The increased P-lacZ reporter activity in fps1Δ mutants was also reflected at the RNA level. RNA was prepared from wild type and mutant strains carrying a single integrated copy of the the P-lacZ reporter plasmid, and lacZ levels quantitated following Northern (RNA) hybridization analysis. After normalization to URA3 transcript levels at 5, 10, and 20 μg of RNA concentrations lacZ RNA levels were shown to be approximately 2-fold higher (fps1Δ/wt 5 μg, 457.2/213.9 = 2.1; 10 μg, 488.7/218.3 = 2.2; 20 μg, 650.8/310.1 = 2.1) in the fps1Δ mutant than in the wild type strain (Fig. 2).

Fig. 2
Effect of mutation in the FPS1 gene on transcript levels from the P-lacZ reporter

To examine whether the increase in P-lacZ activity in the fps1Δ mutant was due to a change in the activity of Mcm1p rather than to alterations in Mcm1 protein levels (18), strains bearing a Myc epitope-tagged MCM1 gene were evaluated using anti-Myc immunoblot analysis. As observed previously for the sln1* mutants (29) (Fig. 3), Mcm1 protein levels were not significantly affected in the nrp0831 background, nor in strains deleted for FPS1 (Fig. 3).

Fig. 3
Mcm1 protein levels are unaffected by mutations in FPS1

The fps1Δ-dependent Increase in P-lacZ Reporter Activity Requires Sln1 and Skn7

The elevation in P-lacZ activity in an fps1 mutant is similar to the effect of sln1* activating mutations (17, 18). To investigate the relationship between SLN1 and FPS1, we measured P-lacZ activity in the double mutant. The results of this analysis indicate that the effect of the sln1* mutation is enhanced by deletion of FPS1 (Table III). While the additivity of the sln1* and fps1 phenotypes is consistent with the existence of two independent pathways leading to activation of the P-lacZ reporter, an alternate explanation may be that the sln1* mutation and the fps1 mutation each only partially shift the pool of Sln1 protein to the phosphorylated form, and that the combined effects of the two mutations increases the signaling through a single pathway leading to P-lacZ activation. To distinguish between these possibilities we examined whether the fps1 effect was dependent on Sln1p and on Sln1p pathway intermediates.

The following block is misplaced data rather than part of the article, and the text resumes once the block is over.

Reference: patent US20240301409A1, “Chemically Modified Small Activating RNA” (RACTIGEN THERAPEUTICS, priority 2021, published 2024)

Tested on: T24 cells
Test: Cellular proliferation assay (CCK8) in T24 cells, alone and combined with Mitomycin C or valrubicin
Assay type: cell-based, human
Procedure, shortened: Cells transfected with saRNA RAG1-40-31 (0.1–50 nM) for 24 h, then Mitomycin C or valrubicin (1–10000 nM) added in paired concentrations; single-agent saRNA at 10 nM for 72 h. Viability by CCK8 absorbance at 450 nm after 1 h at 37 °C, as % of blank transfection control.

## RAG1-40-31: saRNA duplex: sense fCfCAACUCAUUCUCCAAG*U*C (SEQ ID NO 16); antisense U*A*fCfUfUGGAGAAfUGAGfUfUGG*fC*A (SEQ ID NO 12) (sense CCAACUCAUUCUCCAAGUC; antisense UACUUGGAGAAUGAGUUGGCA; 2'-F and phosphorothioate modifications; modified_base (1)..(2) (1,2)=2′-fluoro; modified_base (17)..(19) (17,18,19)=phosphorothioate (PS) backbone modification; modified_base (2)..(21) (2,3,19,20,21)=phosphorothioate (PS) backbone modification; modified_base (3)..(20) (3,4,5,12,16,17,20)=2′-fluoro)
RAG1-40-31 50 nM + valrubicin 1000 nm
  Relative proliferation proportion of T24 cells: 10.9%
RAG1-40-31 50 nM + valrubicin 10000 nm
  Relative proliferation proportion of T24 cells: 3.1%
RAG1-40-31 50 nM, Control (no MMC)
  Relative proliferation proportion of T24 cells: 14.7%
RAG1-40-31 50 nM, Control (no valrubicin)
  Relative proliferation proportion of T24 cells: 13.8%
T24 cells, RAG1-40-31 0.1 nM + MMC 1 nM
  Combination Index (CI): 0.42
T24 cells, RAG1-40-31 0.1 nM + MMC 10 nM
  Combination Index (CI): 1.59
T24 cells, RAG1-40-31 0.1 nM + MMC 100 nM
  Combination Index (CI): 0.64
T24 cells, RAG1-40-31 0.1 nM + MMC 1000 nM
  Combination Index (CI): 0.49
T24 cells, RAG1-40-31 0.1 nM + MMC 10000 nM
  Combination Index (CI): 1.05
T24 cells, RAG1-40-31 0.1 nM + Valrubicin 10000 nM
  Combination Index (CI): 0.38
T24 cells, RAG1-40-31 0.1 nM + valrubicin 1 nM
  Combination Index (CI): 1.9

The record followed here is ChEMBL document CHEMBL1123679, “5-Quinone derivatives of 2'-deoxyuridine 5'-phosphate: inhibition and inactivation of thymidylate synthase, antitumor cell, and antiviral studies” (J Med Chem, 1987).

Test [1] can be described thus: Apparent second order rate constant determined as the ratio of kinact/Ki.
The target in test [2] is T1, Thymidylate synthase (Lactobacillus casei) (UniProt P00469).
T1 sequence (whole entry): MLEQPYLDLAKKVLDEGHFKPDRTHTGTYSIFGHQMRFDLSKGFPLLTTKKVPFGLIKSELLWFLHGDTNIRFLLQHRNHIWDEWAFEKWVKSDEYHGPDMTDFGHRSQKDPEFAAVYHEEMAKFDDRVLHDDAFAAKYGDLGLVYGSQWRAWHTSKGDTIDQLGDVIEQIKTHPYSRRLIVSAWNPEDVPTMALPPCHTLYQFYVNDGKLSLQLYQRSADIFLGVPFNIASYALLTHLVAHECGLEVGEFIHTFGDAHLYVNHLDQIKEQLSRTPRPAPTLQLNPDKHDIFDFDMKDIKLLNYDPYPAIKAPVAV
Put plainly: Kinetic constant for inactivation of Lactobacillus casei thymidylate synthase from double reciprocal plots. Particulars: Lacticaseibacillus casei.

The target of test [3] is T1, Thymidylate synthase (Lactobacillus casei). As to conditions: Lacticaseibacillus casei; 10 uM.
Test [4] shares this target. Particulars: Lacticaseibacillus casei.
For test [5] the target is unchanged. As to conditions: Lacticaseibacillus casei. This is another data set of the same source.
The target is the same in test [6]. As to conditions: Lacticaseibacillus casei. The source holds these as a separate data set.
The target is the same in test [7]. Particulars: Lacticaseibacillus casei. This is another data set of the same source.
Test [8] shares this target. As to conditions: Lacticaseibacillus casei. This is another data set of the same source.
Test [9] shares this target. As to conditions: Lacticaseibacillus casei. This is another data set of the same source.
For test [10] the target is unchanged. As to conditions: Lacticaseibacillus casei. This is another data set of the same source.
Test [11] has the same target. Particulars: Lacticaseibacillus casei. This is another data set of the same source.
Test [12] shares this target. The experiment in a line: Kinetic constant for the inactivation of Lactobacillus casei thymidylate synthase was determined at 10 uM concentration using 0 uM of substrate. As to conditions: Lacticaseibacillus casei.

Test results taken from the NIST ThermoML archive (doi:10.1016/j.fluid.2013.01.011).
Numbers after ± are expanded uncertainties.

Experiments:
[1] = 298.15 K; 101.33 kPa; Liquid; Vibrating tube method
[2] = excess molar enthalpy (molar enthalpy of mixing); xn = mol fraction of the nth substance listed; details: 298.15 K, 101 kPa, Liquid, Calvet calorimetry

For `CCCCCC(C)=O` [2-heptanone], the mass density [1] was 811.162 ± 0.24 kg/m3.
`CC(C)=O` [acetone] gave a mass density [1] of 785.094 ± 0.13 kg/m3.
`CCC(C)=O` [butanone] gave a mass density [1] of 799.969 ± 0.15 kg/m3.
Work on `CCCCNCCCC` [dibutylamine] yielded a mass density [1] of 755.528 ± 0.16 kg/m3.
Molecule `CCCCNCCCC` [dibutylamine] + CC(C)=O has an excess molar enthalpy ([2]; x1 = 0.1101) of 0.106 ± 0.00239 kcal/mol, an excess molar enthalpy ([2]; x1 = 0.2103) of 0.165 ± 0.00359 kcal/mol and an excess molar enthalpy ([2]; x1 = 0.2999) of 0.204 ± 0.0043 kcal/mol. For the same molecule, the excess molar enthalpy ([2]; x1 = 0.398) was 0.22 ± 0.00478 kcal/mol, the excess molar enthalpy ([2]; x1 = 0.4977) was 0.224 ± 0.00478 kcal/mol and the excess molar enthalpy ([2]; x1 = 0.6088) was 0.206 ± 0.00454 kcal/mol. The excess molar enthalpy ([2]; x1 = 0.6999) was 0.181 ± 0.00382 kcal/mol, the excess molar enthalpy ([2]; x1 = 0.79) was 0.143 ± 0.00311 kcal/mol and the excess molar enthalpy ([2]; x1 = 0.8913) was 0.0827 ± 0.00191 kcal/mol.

Table III
Effect of the FPS1 mutation on sln1* activation of the Mcm1-dependent reporter

Tests of the requirement for SLN1 were done in an ssk1Δ background to suppress the otherwise lethal sln1Δ mutation (15). Although, in this experiment, the ssk1 mutation depressed P-lacZ levels by 50%, the effect of the fps1 mutation is still apparent in the SLN1+ ssk1Δ strain (Table IV, rows 3 and 4). In the sln1Δ mutant background, in contrast, elevation in P-lacZ levels due to fps1Δ was eliminated (Table IV, rows 5 and 6). The data in Table IV indicates that the Sln1 protein is required for the fps1 phenotype.

Table IV
Role of SLN1 in the fps1Δ phenotype

Sln1p regulates the activity of two separate pathways in a reciprocal fashion. The Hog1p-dependent osmotic response pathway is kept inactive by phosphorylated Sln1 pathway intermediates (15), while a second (Hog1-independent) pathway monitored using the P-lacZ reporter is activated in response to phosphorylation of Sln1p (17). Likewise accumulation of unphosphorylated Sln1p increases HOG pathway activity (15) and decreases activity of the second branch.2 We have recently shown that Sln1p activation of the P-lacZ reporter is mediated by the Skn7 receiver protein.3 To determine the involvement of Skn7p in fps1Δ-mediated activation of the P-lacZ reporter, a skn7 fps1 double mutant was constructed. The data in Table V show that Skn7p is required for the fps1Δ phenotype. Deletion of the SKN7 gene suppressed the fps1Δ-mediated enhancement of P-lacZ reporter activity.

Table V
Effect of skn7 mutation on the fps1Δ phenotype

Effect of FPS1 Mutation Is Due to Osmotic Imbalance Caused by Accumulation of Intracellular Glycerol

Since FPS1 encodes a glycerol facilitator and the Hog1p pathway regulates the production of glycerol in response to osmotic stress, it seemed likely that the fps1 effect on P-lacZ activity would also require the Hog1p-dependent production of glycerol. GPD1 encodes the major NADH-dependent glycerol phosphate dehydrogenase activity in yeast and has been shown to be required for the increase in intracellular glycerol in fps1 mutants (42). We constructed an fps1Δ gpd1Δ double mutant to test whether the 2-fold increase in intracellular glycerol levels seen in fps1-Δ mutants is required for the fps1 phenotype. We found, as expected, that the elevated P-lacZ phenotype in fps1 mutants was reversed by the gpd1 mutation (Table VI).

Table VI
Effect of GPD1 dosage on glycerol levels and the fps1Δ phenotype